Link Posted: 3/29/2009 5:53:19 PM EDT
Originally Posted By AR4U:
It IS a human problem. Unless the coyotes have gotten together and decided to wage war on the human overlords, it's likely that human expansion into the coyote habitat is causing increased interaction between the two species.


Solution: encourage coyote hunting.


On the other hand, you could just thin the human population so that more conversion of rural areas into suburbs is not necessary.

Arcane6-1





Link Posted: 3/29/2009 5:58:14 PM EDT
Originally Posted By resq2106:
Urban coyote attacks on rise, alarming residents

By JUDITH KOHLER, AP
6 hours ago

<Snip>

Reducing the number of coyotes doesn't work, Rosmarino said, because the animals breed more and have bigger litters when their population declines. The U.S. Agriculture Department's Wildlife Services killed more than 90,000 in 2007 to stem livestock attacks.

Relocation also doesn't work, Gehrt said. Coyotes moved from Chicago to the country headed back to the city.

"The coyotes are here, they've always been here and the only way to deal with them is to understand them and make them afraid of you," said Ned Ingham, a Greenwood Village retiree and one of Rosmarino's volunteers. "We live in an area with wildlife."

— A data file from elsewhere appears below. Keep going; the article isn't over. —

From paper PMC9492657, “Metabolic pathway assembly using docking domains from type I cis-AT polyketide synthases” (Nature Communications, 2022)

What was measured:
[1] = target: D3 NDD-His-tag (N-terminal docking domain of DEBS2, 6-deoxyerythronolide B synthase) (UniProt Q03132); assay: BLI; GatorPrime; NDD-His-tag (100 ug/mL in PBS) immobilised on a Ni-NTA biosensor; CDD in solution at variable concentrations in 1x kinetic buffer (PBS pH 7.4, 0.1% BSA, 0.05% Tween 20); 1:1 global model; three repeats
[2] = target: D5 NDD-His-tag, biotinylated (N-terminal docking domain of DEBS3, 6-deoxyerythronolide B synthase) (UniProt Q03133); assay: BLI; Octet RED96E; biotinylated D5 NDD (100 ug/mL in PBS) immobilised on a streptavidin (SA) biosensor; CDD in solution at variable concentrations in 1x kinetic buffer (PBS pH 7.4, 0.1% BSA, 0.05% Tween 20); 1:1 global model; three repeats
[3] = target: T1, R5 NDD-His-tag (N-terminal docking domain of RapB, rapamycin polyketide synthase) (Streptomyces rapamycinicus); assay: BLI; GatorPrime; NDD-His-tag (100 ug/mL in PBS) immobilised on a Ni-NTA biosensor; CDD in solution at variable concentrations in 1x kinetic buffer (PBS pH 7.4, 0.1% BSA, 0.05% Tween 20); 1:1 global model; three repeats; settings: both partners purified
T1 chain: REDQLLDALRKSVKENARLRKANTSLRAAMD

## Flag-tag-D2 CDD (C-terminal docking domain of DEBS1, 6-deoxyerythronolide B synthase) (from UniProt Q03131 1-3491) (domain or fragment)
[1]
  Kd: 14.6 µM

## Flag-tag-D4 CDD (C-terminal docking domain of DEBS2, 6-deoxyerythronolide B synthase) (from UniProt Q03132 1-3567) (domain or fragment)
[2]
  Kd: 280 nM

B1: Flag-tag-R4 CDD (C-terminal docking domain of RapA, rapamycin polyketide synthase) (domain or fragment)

Lefty_Woods: "The only way to deal with these indestructible supernatural robot zombie coyotes is through psychoanalysis!"
Link Posted: 3/29/2009 6:06:13 PM EDT
20" AR15 Colt HBAR (1/7 twist) driving a Hornady 55gr V-Max propelled by 24.5gr of H335 in a LC case with a Federal 209 primer = Dead as dirt Coyote(s).

Add a can to keep suzie soccer mom from having pee run down her leg when you start anchoring those 'yotes and all is right again in the world of suburban sprawl

Link Posted: 3/29/2009 6:08:13 PM EDT

Originally Posted By Echo_Hotel:
Originally Posted By resq2106:
Urban coyote attacks on rise, alarming residents

By JUDITH KOHLER, AP
6 hours ago

<Snip>

Reducing the number of coyotes doesn't work, Rosmarino said, because the animals breed more and have bigger litters when their population declines. The U.S. Agriculture Department's Wildlife Services killed more than 90,000 in 2007 to stem livestock attacks.

Relocation also doesn't work, Gehrt said. Coyotes moved from Chicago to the country headed back to the city.

"The coyotes are here, they've always been here and the only way to deal with them is to understand them and make them afraid of you," said Ned Ingham, a Greenwood Village retiree and one of Rosmarino's volunteers. "We live in an area with wildlife."


Lefty_Woods: "The only way to deal with these indestructible supernatural robot zombie coyotes is through psychoanalysis!"

idiots. I don't know but all the yotes I have shot sure as hell seemed afraid. IDK.
Link Posted: 3/29/2009 6:46:03 PM EDT

Originally Posted By LuvBUSHmaster:
20" AR15 Colt HBAR (1/7 twist) driving a Hornady 55gr V-Max propelled by 24.5gr of H335 in a LC case with a Federal 209 primer = Dead as dirt Coyote(s).

Add a can to keep suzie soccer mom from having pee run down her leg when you start anchoring those 'yotes and all is right again in the world of suburban sprawl



This.

That's how you take care of urban pests.

Of the two-legged AND four legged kind.